Can technology fix this sort of problem? A set of articles in the San Francisco Chronicle last week suggested otherwise.
Carolyn Lochhead reported on 23 May that:
The U.S. Department of Agriculture's Food Safety and Inspection Service served notice in March that all meat plants should validate their existing safety plans to ensure they are preventing E. coli, salmonella and other contaminations. The draft document, part of a raft of new food safety actions stemming from the President's Food Safety Working Group, calls for microbial testing.
But smaller, 'slower' meat producers are crying foul.
While small meat cutters do some testing now, they worry that the proposed rules would require them to do much more, at far greater expense. [...] "This is typical of food safety regulations over time," said John Ikerd, professor emeritus of agricultural economics at the University of Missouri. "There's a fundamentally different relationship between processors and farmers who sell in the local community and big, impersonal operations that are bringing in livestock and shipping those products all over the country." [...] Ikerd said the government's proposed rules could pose "a serious setback for the local food movement."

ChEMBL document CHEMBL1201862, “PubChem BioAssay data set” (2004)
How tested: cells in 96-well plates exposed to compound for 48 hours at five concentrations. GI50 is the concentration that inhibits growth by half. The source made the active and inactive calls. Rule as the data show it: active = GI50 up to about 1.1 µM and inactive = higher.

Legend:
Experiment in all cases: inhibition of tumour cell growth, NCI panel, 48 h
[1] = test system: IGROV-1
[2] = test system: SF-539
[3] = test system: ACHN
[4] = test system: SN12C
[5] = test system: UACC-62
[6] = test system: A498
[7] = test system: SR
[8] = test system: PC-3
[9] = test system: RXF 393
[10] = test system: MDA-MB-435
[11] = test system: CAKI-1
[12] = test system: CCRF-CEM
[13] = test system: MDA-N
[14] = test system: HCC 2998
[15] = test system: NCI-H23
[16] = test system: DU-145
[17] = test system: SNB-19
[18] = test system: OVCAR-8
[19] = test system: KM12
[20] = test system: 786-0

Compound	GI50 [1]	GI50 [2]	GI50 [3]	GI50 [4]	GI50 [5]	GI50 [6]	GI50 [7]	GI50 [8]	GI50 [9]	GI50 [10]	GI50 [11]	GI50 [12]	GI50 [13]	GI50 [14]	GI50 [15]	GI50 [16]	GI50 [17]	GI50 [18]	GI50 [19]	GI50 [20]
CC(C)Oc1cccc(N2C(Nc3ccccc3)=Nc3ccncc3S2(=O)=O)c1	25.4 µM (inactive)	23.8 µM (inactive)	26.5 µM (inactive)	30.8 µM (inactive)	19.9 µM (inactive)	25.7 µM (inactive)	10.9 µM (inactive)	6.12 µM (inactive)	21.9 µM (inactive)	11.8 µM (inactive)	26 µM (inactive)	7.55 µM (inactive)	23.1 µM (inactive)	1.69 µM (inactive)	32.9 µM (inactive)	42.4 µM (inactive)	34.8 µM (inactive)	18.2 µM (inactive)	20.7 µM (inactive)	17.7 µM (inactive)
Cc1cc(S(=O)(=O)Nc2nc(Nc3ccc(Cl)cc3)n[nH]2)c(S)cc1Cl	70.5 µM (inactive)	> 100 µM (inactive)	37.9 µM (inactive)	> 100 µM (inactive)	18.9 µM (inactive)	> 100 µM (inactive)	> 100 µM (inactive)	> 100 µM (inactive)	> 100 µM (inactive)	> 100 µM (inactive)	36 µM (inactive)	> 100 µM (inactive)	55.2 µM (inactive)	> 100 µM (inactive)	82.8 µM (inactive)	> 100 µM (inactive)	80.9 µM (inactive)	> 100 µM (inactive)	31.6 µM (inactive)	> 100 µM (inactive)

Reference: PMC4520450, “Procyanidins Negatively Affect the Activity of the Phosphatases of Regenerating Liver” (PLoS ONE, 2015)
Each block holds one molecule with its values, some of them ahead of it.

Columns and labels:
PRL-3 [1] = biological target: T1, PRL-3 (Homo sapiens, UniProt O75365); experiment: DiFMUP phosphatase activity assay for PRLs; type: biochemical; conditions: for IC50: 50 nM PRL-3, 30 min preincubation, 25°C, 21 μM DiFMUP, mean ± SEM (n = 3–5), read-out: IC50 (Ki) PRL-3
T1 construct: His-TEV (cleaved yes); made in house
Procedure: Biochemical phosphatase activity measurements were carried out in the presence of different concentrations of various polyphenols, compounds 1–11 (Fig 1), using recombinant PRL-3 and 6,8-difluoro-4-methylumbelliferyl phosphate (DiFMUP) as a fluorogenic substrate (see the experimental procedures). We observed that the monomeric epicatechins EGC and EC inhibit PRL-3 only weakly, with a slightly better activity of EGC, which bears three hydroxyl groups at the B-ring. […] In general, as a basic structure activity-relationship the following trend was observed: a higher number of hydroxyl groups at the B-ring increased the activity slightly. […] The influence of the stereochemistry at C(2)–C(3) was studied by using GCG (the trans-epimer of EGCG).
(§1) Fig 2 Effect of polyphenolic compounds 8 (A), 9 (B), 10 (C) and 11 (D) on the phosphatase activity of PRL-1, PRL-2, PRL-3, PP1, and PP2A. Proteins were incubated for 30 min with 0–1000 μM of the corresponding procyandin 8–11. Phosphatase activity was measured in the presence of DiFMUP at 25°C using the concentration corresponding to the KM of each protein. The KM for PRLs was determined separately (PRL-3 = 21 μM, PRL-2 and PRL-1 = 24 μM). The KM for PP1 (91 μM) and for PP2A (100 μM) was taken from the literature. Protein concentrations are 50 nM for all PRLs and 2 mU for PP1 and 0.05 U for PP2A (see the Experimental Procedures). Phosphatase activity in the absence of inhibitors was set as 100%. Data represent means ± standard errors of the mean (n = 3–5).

A second article on that date by the same reporter described in some detail how high tech meat processors operate differently from small slaughterhouse operations, comparing an operation near Harrisonburg, Virginia that butchers 2,897 animals per year to one in North Carolina that kills 32,000 pigs in a single day. The smaller plant takes 25 minutes to turn a live cow into a carcass hanging in cooler; industrial slaughterhouses